Once all the power cables and other services were disconnected, the first step was to use large inflatable bags to slightly raise one side of the building. This breaks the skis free from the ice and makes them easier to get moving. Towing the buildings required two Nodwell cranes to act as anchors and two bulldozers which provided the winches. Large steel cables were used in a pulley system to double the pulling force. Finally, to get things moving a third bulldozer nudged the back of the building while the winches were pulling in. This process had to be repeated several times for each building as the pulleys needed to be reset periodically.
It was a big operation, but by the end of a long day both buildings were moved to their new positions and plugged back in ready for another winter. Other pre-relief tasks included laying out the N9 drum line (which runs to an alternative relief site in case the conditions aren’t suitable at closer sites), laying out the summer depot line, and generally trying to clear enough space on base to accommodate the summer masses.
Although things were getting rather busy we still managed to find the time for one final visit to Windy to visit the penguins. We’ve headed down there every couple of months since it started getting light again so it was nice to check on their progress and see how much the chicks had grown. There were a lot less left this time so obviously the majority had shed their down feathers and headed north.
The ice-free seas allowed our resupply ship (the RRS Ernest Shackleton) to reach Halley slightly ahead of schedule so there was plenty of activity in the days running up to its arrival. Relief is the one time a year when the bulk of new supplies arrive on station. Halley is on an ice shelf that sits around 30 metres above sea level so in order to get cargo from the ship onto the shelf we make use of natural ramps called creeks. There are several creeks in the vicinity of Halley so each year we assess which one would make the best relief site. This year we were lucky that one of the nearest, creek two, had a nice shallow ramp running up from the sea ice. There was also around 500 metres of smooth, thick ‘fast’ ice which the ship could moor up to and offload cargo.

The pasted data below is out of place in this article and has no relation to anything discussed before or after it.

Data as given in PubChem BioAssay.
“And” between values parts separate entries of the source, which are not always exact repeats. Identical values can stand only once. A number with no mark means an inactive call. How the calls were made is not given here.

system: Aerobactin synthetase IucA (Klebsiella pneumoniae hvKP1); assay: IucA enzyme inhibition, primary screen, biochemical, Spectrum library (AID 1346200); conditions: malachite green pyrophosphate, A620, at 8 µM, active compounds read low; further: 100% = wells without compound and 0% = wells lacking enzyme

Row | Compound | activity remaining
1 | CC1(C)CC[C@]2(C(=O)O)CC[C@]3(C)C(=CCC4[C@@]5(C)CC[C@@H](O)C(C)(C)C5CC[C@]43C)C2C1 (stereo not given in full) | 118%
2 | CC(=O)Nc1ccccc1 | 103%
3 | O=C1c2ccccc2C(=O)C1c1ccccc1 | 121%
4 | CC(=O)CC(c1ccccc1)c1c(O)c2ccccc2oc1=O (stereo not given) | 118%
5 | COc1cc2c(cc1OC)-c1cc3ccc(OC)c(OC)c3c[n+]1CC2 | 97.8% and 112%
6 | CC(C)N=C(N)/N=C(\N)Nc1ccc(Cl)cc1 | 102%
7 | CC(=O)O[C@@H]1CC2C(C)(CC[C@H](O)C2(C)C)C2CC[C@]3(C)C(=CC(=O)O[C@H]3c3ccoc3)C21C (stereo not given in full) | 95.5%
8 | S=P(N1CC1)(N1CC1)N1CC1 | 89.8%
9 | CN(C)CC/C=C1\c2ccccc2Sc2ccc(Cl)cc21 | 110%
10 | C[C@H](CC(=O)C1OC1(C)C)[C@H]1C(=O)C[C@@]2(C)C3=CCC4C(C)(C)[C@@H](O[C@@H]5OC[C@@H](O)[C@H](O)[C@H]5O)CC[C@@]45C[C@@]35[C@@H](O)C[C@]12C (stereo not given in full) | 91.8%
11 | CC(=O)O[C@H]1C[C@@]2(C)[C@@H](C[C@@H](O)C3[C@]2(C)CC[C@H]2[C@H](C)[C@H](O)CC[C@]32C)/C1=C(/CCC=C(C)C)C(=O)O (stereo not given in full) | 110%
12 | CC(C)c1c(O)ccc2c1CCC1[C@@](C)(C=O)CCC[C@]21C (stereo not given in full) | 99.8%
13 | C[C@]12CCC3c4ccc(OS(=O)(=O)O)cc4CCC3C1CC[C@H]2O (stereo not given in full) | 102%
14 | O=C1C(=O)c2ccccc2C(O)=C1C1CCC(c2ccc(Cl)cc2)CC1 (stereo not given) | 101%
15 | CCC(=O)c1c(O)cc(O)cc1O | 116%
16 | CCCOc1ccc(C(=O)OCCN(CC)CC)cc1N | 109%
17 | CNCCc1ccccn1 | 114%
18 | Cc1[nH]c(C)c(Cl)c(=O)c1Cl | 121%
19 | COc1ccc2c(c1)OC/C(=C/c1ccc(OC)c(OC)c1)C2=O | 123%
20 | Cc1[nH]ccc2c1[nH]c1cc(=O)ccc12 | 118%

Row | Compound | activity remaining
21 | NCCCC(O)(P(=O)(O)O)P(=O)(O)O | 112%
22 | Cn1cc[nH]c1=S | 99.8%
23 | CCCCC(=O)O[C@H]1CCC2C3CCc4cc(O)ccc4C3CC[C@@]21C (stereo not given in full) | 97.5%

During relief it’s all hands on deck to get all the supplies for the following year off the ship, across the sea ice, up on to the ice shelf and back to base. Cargo includes enough fuel and food to keep the base running, maintenance and science equipment not to mention mail and fresh fruit! Once all that cargo has arrived at the station, the whole process runs in reverse for a while so that our waste can be shipped out. Often it can be a long process but this year good sea ice conditions and great weather helped to make it one of the smoothest for a number of years. We were pretty much finished by Boxing Day which meant we could all enjoy a slightly belated Christmas on base. Our chef Kev once again excelled himself, producing a superb seven-course meal with all the trimmings.
By the 28th of December the ship had departed for the Falklands leaving us until February when it would return to collect all those not staying for the winter. Meanwhile the season got into full swing with everyone working long days to prepare the base for the coming winter.
Halley International Airport was once again open for business at the end of the month, for a brief visit by a Basler DC-3. They just stopped to refuel on their way to Novolazarlvskaya. It is rare to get such a large aircraft visiting Halley so quite a few of us headed down to take a look and watch them take off.
That’s about all for this month, and indeed another year at Halley. On a personal note I’ve had a fantastic time down here and am very much looking forward to my second winter. Lots of love to my friends and family – see you all in a year!